Dr. Cook (or Papa Cook as we called him) taught my Urban Ministry and Contemporary World Missions classes. Honestly, I could probably write several blog posts just on Papa Cook and the nearly uncontested impact that a single human being has had on my life. This man LIVED Christ. His desire was for us to be transformed to the heart beats of God... and he was really good at it. It was the first time that the realities of injustice, poverty, and my blindness to them even remotely entered my mind. He changed my world view and filter.
You see, before taking his classes, pretty much every vision I had involved the suburbs, a wife, 2.5 kids, and a dog (clearly, that would now be 3 cats). Poverty? Injustice? Clearly that was something for "special" people with a "special" calling. But then we started to dissect scripture, it was amazing just how overwhelming the entire Bible bled the proclamation that God's heart broke for the poor, the needy, the orphaned... anyone suffering injustice. As the prophet Jeremiah puts it:
"He pled the cause of the afflicted and needy; Then it was well. Is not that what it means to know Me?" Declares the Lord. (Jer 22.16, NASB)
That is a pretty humbling claim. That God would say that caring for the afflicted is WHAT IT MEANS to know Him. Of course, there's always a New Testament classic:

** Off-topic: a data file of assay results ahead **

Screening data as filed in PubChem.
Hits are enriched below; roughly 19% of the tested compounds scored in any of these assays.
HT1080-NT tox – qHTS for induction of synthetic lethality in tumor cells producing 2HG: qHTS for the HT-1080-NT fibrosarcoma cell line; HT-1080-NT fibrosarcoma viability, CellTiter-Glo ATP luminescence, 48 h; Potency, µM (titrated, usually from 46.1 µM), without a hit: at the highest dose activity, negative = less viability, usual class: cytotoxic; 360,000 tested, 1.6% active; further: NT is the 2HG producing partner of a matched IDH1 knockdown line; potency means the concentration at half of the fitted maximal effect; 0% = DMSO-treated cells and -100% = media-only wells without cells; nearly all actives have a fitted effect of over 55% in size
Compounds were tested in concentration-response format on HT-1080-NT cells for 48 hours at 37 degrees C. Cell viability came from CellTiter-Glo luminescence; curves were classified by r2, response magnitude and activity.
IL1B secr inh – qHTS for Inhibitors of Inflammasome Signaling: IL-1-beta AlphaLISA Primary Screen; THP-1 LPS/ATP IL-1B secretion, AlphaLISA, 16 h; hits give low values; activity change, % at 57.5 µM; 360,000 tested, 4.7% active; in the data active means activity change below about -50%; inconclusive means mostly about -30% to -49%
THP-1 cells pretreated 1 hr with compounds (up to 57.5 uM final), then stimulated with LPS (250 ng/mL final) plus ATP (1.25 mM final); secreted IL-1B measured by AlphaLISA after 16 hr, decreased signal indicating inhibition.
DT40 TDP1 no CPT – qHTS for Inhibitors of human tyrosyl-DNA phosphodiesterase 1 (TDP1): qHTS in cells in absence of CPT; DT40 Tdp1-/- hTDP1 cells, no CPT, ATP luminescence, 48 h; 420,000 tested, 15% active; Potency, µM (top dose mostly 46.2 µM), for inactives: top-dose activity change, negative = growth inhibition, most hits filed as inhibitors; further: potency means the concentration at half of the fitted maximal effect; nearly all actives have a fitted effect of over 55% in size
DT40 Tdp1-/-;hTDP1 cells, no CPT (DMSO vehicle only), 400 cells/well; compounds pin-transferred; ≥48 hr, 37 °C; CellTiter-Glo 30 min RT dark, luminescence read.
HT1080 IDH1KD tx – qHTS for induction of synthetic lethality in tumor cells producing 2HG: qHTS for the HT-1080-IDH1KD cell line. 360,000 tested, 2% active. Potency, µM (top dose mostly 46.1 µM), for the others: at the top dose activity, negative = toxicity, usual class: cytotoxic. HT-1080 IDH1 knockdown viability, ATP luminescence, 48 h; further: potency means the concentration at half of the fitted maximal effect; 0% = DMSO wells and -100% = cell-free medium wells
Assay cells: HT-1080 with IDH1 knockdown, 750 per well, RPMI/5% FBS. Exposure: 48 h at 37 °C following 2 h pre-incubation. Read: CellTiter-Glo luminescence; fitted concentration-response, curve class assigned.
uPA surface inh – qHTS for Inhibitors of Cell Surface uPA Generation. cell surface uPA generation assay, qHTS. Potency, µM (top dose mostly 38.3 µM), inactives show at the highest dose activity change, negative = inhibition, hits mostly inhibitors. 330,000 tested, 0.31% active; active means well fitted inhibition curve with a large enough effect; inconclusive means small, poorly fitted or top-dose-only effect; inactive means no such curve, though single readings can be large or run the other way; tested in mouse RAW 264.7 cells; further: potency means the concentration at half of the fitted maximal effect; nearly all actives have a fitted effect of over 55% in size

Pure and undefiled religion in the sight of our God and Father is this: to visit orphans and widows in their distress, and to keep oneself unstained by the world. (James 1.27 NASB)
Holiness and caring for needy. It's seen hand in hand both here and throughout Scripture as benchmarks of what it means to be a child of God. I'd argue that if James were writing in modern day, you'd see foster children placed in verse 27. You see, this is not a "special" calling for a select few of the Church. No. These things are aligned with Holiness. To say "Well, I'm glad you're called to care for those in need, but that's not for me" is as out of line with Scripture and knowing God as saying "Well, I'm glad you're called to sexual purity, but that's not for me."
If you read my wife's first post a week or so ago, you might remember that if ONE family in each church or other religious institute (that's right, ONE family per church) took in ONE child... there would be a waiting list in Palm Beach County to care for foster children. The afflicted and needy. Waiting to take part in what it means to KNOW HIM! My heart breaks at this reality. The funny thing is that then not everyone would have to foster. They could care for the afflicted and needy in other ways. Petitioning courts for change. Setting up classes or educational programs for the parents to get them on their feet.
Why Fostering? It boiled down to this: I could make a laundry list of reasons I don't want to do it, how inconvenient it might be right now in this stage of our lives.... blah blah blah. To be honest, it seems like a LOT to take on right now. But then I remember that the cross was inconvenient for Christ. He looked down on children afflicted by sin and in desperate need of a Savior. And He adopted us. He took us in. He gave us a home. No wonder He says it's what it means to know Him. It's His character. It's who He is. It's the story of Salvation.